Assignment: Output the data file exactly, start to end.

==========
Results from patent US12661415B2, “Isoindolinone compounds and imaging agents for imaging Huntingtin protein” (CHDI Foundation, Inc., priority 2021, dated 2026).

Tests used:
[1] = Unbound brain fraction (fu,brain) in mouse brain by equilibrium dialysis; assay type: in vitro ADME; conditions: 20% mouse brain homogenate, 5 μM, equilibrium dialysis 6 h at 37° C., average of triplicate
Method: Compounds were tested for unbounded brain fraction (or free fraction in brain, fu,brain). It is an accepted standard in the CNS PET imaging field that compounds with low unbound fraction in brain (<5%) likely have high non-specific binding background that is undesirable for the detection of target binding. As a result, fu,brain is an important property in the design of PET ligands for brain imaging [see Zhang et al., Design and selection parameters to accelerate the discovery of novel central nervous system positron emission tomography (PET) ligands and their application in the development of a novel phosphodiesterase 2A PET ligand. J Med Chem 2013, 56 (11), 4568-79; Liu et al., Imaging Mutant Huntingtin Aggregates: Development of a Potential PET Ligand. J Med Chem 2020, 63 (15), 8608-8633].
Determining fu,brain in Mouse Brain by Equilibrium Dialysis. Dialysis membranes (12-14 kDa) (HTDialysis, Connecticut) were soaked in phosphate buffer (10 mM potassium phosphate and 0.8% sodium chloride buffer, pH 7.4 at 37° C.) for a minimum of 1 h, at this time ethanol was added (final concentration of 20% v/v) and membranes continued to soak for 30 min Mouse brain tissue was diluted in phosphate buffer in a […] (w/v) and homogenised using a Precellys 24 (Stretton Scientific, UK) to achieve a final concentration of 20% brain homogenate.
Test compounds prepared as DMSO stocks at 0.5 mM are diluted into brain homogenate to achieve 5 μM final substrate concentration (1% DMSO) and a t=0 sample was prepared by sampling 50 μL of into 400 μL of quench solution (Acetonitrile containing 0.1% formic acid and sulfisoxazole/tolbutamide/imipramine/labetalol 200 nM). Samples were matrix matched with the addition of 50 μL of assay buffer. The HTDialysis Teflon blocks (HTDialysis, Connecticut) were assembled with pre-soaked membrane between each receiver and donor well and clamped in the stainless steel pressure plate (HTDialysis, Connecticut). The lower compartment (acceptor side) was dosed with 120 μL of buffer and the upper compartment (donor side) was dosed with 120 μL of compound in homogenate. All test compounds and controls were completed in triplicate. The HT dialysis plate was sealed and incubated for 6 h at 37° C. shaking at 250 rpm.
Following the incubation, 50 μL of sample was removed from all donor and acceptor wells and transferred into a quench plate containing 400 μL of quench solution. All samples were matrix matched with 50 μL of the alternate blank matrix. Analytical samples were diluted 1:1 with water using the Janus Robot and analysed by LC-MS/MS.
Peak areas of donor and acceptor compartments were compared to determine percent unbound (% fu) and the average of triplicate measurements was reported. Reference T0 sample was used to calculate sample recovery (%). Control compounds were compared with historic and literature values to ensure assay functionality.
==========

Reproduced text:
Results from patent US12661415B2, “Isoindolinone compounds and imaging agents for imaging Huntingtin protein” (CHDI Foundation, Inc., priority 2021, dated 2026).

Tests used:
[1] = Unbound brain fraction (fu,brain) in mouse brain by equilibrium dialysis; assay type: in vitro ADME; conditions: 20% mouse brain homogenate, 5 μM, equilibrium dialysis 6 h at 37° C., average of triplicate
Method: Compounds were tested for unbounded brain fraction (or free fraction in brain, fu,brain). It is an accepted standard in the CNS PET imaging field that compounds with low unbound fraction in brain (<5%) likely have high non-specific binding background that is undesirable for the detection of target binding. As a result, fu,brain is an important property in the design of PET ligands for brain imaging [see Zhang et al., Design and selection parameters to accelerate the discovery of novel central nervous system positron emission tomography (PET) ligands and their application in the development of a novel phosphodiesterase 2A PET ligand. J Med Chem 2013, 56 (11), 4568-79; Liu et al., Imaging Mutant Huntingtin Aggregates: Development of a Potential PET Ligand. J Med Chem 2020, 63 (15), 8608-8633].
Determining fu,brain in Mouse Brain by Equilibrium Dialysis. Dialysis membranes (12-14 kDa) (HTDialysis, Connecticut) were soaked in phosphate buffer (10 mM potassium phosphate and 0.8% sodium chloride buffer, pH 7.4 at 37° C.) for a minimum of 1 h, at this time ethanol was added (final concentration of 20% v/v) and membranes continued to soak for 30 min Mouse brain tissue was diluted in phosphate buffer in a […] (w/v) and homogenised using a Precellys 24 (Stretton Scientific, UK) to achieve a final concentration of 20% brain homogenate.
Test compounds prepared as DMSO stocks at 0.5 mM are diluted into brain homogenate to achieve 5 μM final substrate concentration (1% DMSO) and a t=0 sample was prepared by sampling 50 μL of into 400 μL of quench solution (Acetonitrile containing 0.1% formic acid and sulfisoxazole/tolbutamide/imipramine/labetalol 200 nM). Samples were matrix matched with the addition of 50 μL of assay buffer. The HTDialysis Teflon blocks (HTDialysis, Connecticut) were assembled with pre-soaked membrane between each receiver and donor well and clamped in the stainless steel pressure plate (HTDialysis, Connecticut). The lower compartment (acceptor side) was dosed with 120 μL of buffer and the upper compartment (donor side) was dosed with 120 μL of compound in homogenate. All test compounds and controls were completed in triplicate. The HT dialysis plate was sealed and incubated for 6 h at 37° C. shaking at 250 rpm.
Following the incubation, 50 μL of sample was removed from all donor and acceptor wells and transferred into a quench plate containing 400 μL of quench solution. All samples were matrix matched with 50 μL of the alternate blank matrix. Analytical samples were diluted 1:1 with water using the Janus Robot and analysed by LC-MS/MS.
Peak areas of donor and acceptor compartments were compared to determine percent unbound (% fu) and the average of triplicate measurements was reported. Reference T0 sample was used to calculate sample recovery (%). Control compounds were compared with historic and literature values to ensure assay functionality.